NEW YORK, NOV. 28 -- Sometimes a little deal can beget a blockbuster trade.

When the Edmonton Oilers sent minor league defenseman Bruce Bell to the Minnesota North Stars last week for little-used Finnish goalie Kari Takko, it did not cause much of a stir.

Bell was in the AHL; Takko had played just two games for the North Stars and wasn't likely to play much more, what with Brian Hayward coming from Montreal to join Jon Casey.

But the Takko-Bell trade might be Edmonton General Manager Glen Sather's first step in dealing the goalie who helped the Oilers win four Stanley Cups: Grant Fuhr.

The defending Stanley Cup-champion Oilers are in last place in the Smythe Division and are having trouble scoring. They are looking for a second-line center and a point man on the power play.

"Everyone is waiting for Edmonton to do something," said Brian Burke, Vancouver's director of hockey operations.

Fuhr was suspended before the season for what he said was past substance abuse. He recently resumed practicing, but the earliest he could be reinstated by NHL President John Ziegler is Feb. 18. However, once Fuhr is cleared, the Oilers will have to put a goalie on waivers, because they received an exemption for Fuhr during the October waiver draft.

Certainly, Fuhr will be protected, as will Bill Ranford -- who was the playoff MVP last spring and has been outstanding despite Edmonton's troubled start. Eldon "Pokey" Reddick, who hasn't played a minute for the Oilers in two months, and Takko are the ones likely to be available.

But Edmonton can only lose one of them. If Sather wants to finish the season with Fuhr and Ranford, then Takko or Reddick can play for the Oilers' AHL team in Cape Breton.

However, if Sather and Coach John Muckler think Takko can be an adequate backup to Ranford, then Fuhr represents juicy trade bait. Teams might wonder if he is clean of drugs, but they will know he was probably the best goalie in the 1980s, and he is only 28. Next for Rangers: Leetch

New York Rangers defenseman James Patrick signed a three-year contract for about $2.25 million, which may nudge him ahead of the deal Washington's Kevin Hatcher recently signed, although Hatcher's performance clauses could push him higher in future seasons.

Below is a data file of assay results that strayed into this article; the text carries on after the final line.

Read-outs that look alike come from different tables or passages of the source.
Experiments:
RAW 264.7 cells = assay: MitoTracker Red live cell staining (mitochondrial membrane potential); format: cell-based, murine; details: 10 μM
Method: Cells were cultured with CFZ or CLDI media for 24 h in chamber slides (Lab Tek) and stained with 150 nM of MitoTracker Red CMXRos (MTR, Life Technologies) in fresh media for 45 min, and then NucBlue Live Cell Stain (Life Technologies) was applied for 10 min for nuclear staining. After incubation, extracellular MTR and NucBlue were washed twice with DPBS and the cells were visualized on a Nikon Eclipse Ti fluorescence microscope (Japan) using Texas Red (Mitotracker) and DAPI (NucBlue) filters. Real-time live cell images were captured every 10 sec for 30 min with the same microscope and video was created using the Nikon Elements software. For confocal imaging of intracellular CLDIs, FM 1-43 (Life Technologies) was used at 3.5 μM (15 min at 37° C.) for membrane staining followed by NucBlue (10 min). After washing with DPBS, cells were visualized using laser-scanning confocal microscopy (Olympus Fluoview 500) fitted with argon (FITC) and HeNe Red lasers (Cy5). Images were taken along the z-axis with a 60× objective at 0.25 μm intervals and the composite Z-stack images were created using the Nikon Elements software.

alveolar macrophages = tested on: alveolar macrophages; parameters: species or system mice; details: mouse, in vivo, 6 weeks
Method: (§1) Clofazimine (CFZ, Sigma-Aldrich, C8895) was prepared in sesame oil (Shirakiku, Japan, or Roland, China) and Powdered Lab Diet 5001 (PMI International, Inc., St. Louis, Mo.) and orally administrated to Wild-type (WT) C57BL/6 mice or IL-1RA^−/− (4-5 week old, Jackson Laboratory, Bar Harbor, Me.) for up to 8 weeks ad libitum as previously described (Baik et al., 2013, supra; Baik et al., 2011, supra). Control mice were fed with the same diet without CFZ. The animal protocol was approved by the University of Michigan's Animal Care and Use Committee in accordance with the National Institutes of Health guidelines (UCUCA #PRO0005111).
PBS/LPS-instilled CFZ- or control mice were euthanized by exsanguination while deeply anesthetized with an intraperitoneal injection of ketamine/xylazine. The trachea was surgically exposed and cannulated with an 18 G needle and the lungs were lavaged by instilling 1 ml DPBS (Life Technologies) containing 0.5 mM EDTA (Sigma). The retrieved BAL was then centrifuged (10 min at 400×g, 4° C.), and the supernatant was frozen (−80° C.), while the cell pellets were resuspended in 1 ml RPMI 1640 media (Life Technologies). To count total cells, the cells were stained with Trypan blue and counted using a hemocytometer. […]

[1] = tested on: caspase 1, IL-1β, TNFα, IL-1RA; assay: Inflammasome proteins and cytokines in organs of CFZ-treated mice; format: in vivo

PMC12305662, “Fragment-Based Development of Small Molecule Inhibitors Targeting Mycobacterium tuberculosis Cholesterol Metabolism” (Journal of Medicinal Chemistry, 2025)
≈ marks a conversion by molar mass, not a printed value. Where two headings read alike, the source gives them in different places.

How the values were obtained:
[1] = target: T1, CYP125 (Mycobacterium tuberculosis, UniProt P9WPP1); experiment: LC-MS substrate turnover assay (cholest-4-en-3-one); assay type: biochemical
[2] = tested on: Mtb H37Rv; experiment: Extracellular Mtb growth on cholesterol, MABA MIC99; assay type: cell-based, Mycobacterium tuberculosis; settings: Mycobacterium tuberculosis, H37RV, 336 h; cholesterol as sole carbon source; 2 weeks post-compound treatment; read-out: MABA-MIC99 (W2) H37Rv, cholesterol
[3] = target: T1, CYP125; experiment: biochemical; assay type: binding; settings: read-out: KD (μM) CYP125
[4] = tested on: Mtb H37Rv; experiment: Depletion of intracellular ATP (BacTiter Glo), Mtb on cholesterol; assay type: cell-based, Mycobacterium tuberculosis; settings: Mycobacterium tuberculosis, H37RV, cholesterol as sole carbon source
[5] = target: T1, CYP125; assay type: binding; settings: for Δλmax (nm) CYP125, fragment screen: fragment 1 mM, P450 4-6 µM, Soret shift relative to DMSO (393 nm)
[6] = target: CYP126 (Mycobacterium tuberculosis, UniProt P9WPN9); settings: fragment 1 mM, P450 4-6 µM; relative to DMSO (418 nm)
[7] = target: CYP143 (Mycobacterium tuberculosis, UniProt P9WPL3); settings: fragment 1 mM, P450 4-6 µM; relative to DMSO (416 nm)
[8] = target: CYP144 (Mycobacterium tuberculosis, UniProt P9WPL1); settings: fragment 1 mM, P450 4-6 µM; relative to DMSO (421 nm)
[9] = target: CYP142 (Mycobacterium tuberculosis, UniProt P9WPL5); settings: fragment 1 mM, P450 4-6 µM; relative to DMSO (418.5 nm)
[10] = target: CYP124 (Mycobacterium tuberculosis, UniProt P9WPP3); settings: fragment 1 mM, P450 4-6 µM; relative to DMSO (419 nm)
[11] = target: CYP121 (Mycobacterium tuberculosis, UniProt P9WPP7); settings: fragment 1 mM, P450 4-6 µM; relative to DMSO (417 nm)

The real contractual test for the Rangers may come in the summer of 1992. Brian Leetch, who is just 22, is second to Al MacInnis in scoring among NHL defensemen. The former U.S. Olympian and NHL rookie of the year has this season and an option year left on his contract, which is paying him about $230,000 this season.

Where the escalating salaries will be in 18 months is uncertain. But there also will be a new collective bargaining agreement by then, with expectations of less restrictive free agency.

"Our feeling is that with Patrick and Hatcher, in neither case was the club forced to do something, though with Hatcher, he was holding out," said Leetch's agent, Jay Grossman.

"In neither case was it the ultimate end, where a player plays out his option and goes to another team. In our case, unless the Rangers really come up with a lot of money next summer, it's our thinking that Brian will play out his option." In a freer market, Leetch could pull in $2 million or more. Too Much History?

The Montreal Canadiens, who will make their only regular season visit to Capital Centre Friday, probably have more tradition than any other NHL team. But not everyone has enjoyed it.

Claude Lemieux, who was traded to New Jersey over the summer, compared the two environments: "Everyone is a lot more relaxed and you get more time for yourself in New Jersey. In Montreal, hockey is everything. Montreal is one of the oldest franchises and has a lot of Stanley Cups behind it.

"If you need something in Montreal, you have to talk to five different people. Here, you talk to the same person most of the time."